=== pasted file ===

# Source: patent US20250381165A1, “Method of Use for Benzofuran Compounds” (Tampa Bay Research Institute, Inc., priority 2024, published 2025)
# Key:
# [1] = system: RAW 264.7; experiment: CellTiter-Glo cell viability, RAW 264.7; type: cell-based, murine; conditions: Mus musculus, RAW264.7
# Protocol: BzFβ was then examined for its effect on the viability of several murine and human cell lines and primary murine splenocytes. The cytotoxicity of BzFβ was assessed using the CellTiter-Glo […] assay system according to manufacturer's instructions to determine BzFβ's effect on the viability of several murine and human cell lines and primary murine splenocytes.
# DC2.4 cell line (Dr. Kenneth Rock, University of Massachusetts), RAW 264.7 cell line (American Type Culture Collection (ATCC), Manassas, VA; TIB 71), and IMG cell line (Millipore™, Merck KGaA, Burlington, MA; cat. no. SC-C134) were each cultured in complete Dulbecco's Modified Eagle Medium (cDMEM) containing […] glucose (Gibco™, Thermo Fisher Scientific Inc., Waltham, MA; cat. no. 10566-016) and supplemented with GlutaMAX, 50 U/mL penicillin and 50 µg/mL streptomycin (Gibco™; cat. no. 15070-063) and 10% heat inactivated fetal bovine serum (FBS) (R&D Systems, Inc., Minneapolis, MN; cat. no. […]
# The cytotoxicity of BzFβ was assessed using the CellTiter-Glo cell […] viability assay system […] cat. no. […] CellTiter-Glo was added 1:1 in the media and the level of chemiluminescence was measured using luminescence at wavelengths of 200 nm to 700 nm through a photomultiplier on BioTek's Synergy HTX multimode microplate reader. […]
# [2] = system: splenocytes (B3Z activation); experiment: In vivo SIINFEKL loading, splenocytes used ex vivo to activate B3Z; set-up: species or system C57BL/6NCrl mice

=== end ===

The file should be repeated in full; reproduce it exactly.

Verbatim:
# Source: patent US20250381165A1, “Method of Use for Benzofuran Compounds” (Tampa Bay Research Institute, Inc., priority 2024, published 2025)
# Key:
# [1] = system: RAW 264.7; experiment: CellTiter-Glo cell viability, RAW 264.7; type: cell-based, murine; conditions: Mus musculus, RAW264.7
# Protocol: BzFβ was then examined for its effect on the viability of several murine and human cell lines and primary murine splenocytes. The cytotoxicity of BzFβ was assessed using the CellTiter-Glo […] assay system according to manufacturer's instructions to determine BzFβ's effect on the viability of several murine and human cell lines and primary murine splenocytes.
# DC2.4 cell line (Dr. Kenneth Rock, University of Massachusetts), RAW 264.7 cell line (American Type Culture Collection (ATCC), Manassas, VA; TIB 71), and IMG cell line (Millipore™, Merck KGaA, Burlington, MA; cat. no. SC-C134) were each cultured in complete Dulbecco's Modified Eagle Medium (cDMEM) containing […] glucose (Gibco™, Thermo Fisher Scientific Inc., Waltham, MA; cat. no. 10566-016) and supplemented with GlutaMAX, 50 U/mL penicillin and 50 µg/mL streptomycin (Gibco™; cat. no. 15070-063) and 10% heat inactivated fetal bovine serum (FBS) (R&D Systems, Inc., Minneapolis, MN; cat. no. […]
# The cytotoxicity of BzFβ was assessed using the CellTiter-Glo cell […] viability assay system […] cat. no. […] CellTiter-Glo was added 1:1 in the media and the level of chemiluminescence was measured using luminescence at wavelengths of 200 nm to 700 nm through a photomultiplier on BioTek's Synergy HTX multimode microplate reader. […]
# [2] = system: splenocytes (B3Z activation); experiment: In vivo SIINFEKL loading, splenocytes used ex vivo to activate B3Z; set-up: species or system C57BL/6NCrl mice